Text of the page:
Newcrest could cash in after Fiji declaration

NEWCREST MINING stands to be the big winner among Australian companies should the lifting of emergency powers by Fiji's military dictator Commodore Frank Bainimarama prove to be the first step to the restoration of democracy.

NEWCREST MINING stands to be the big winner among Australian companies should the lifting of emergency powers by Fiji's military dictator Commodore Frank Bainimarama prove to be the first step to the restoration of democracy.

The goldminer is the manager and 69.94 per cent owner of the Namosi joint venture, 30 kilometres west of the capital, Suva. Namosi is home to the Waisoi deposit and other copper-gold targets which are being evaluated.

The Waisoi deposit ranks as one of the world's biggest undeveloped copper-gold deposits. Newcrest last estimated a total resource of 7.9 million tonnes of copper and 7.7 million ounces of gold. But for Fiji's political turmoil, stronger copper and gold prices would have made the deposit a real development candidate by now.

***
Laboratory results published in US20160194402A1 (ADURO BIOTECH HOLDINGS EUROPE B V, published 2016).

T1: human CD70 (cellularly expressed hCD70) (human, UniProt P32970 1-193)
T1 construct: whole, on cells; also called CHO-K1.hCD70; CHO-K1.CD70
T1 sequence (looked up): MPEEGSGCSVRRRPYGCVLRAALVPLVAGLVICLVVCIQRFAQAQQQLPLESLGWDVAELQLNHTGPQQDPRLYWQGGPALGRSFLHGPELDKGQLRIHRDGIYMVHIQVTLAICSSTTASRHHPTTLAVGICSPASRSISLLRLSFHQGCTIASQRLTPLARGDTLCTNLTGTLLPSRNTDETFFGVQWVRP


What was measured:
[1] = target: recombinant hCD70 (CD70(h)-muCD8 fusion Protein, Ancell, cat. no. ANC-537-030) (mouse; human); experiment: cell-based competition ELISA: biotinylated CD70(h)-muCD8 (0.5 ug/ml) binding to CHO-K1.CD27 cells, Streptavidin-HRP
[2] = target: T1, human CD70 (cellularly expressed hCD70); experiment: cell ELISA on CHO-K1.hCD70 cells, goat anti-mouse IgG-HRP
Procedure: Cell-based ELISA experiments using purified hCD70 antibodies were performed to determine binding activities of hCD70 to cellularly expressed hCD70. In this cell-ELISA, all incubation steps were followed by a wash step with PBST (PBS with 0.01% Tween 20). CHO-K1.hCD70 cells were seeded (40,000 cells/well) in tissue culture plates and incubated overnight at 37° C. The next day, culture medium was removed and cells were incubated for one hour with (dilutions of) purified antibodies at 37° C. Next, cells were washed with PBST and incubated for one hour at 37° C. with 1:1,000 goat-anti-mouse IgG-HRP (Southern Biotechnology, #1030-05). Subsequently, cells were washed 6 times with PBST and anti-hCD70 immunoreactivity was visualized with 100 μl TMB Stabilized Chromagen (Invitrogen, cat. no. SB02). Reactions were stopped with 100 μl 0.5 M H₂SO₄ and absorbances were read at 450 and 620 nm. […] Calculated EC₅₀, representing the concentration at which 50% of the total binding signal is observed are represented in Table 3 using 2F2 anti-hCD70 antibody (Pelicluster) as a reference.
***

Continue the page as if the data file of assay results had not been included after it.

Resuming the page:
Hopes have risen that the political hurdle to a development proceeding may be lifted following Commodore Bainimarama's new year address in which he declared that emergency powers would be rescinded and that a new constitution was in the works.

Commodore Bainimarama seized power in a 2006 coup. The fallout from the coup did not scare Newcrest off from pursuing Namosi's potential as its entry into the joint venture with Japanese partners occurred in July 2007.

When Newcrest picked up the running at Namosi, the Waisoi deposit was about half the size of the current resource estimate. Recent work has been focused on finding higher grade ore positions that could sweeten the economics of what would be a multibillion dollar development.

Newcrest would not comment yesterday on the political shift in Fiji.

Newcrest shares climbed $1.10 or 3.58 per cent yesterday to $30.70. The strong gain was in line with other gold stocks which were buoyed by the gold price rise.